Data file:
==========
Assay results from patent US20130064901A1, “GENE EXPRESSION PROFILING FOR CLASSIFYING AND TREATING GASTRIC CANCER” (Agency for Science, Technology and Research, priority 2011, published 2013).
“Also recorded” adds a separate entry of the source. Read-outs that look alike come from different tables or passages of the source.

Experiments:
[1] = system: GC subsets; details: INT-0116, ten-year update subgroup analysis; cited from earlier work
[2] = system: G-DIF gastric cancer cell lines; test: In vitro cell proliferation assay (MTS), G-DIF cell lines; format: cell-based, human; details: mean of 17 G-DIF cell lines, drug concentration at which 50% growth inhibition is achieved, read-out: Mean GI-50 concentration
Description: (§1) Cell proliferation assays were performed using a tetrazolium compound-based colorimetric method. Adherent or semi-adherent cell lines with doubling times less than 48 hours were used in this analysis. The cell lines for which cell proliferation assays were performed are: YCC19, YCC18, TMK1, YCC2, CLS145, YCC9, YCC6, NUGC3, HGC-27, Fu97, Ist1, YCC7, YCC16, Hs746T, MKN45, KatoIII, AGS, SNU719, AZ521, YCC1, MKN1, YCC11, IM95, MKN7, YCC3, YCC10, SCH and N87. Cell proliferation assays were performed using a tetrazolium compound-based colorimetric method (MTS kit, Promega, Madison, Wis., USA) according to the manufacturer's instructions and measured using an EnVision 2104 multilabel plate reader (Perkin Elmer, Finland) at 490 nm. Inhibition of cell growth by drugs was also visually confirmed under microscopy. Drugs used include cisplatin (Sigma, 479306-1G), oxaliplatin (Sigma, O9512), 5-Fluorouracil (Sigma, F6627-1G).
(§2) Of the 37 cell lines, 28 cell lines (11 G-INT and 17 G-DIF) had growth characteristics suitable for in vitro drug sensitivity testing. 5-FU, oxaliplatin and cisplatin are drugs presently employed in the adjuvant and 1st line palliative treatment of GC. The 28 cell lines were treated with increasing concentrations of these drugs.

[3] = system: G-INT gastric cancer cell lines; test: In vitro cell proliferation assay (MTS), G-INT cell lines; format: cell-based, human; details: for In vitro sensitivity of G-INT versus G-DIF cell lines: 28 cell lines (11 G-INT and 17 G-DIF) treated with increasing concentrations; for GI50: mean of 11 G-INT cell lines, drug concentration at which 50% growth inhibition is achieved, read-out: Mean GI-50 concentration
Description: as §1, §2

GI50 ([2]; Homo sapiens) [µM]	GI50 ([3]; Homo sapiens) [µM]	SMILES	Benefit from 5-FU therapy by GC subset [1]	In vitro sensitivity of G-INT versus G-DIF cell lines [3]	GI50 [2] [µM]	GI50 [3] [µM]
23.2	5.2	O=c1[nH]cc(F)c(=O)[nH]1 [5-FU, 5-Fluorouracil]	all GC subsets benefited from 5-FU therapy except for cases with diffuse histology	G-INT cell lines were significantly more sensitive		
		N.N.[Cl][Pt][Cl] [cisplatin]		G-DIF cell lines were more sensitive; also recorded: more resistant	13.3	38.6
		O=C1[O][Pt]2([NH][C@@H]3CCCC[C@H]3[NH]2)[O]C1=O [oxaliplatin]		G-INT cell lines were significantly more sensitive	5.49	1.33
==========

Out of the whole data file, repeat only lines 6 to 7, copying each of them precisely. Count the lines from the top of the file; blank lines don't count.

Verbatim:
Description: (§1) Cell proliferation assays were performed using a tetrazolium compound-based colorimetric method. Adherent or semi-adherent cell lines with doubling times less than 48 hours were used in this analysis. The cell lines for which cell proliferation assays were performed are: YCC19, YCC18, TMK1, YCC2, CLS145, YCC9, YCC6, NUGC3, HGC-27, Fu97, Ist1, YCC7, YCC16, Hs746T, MKN45, KatoIII, AGS, SNU719, AZ521, YCC1, MKN1, YCC11, IM95, MKN7, YCC3, YCC10, SCH and N87. Cell proliferation assays were performed using a tetrazolium compound-based colorimetric method (MTS kit, Promega, Madison, Wis., USA) according to the manufacturer's instructions and measured using an EnVision 2104 multilabel plate reader (Perkin Elmer, Finland) at 490 nm. Inhibition of cell growth by drugs was also visually confirmed under microscopy. Drugs used include cisplatin (Sigma, 479306-1G), oxaliplatin (Sigma, O9512), 5-Fluorouracil (Sigma, F6627-1G).
(§2) Of the 37 cell lines, 28 cell lines (11 G-INT and 17 G-DIF) had growth characteristics suitable for in vitro drug sensitivity testing. 5-FU, oxaliplatin and cisplatin are drugs presently employed in the adjuvant and 1st line palliative treatment of GC. The 28 cell lines were treated with increasing concentrations of these drugs.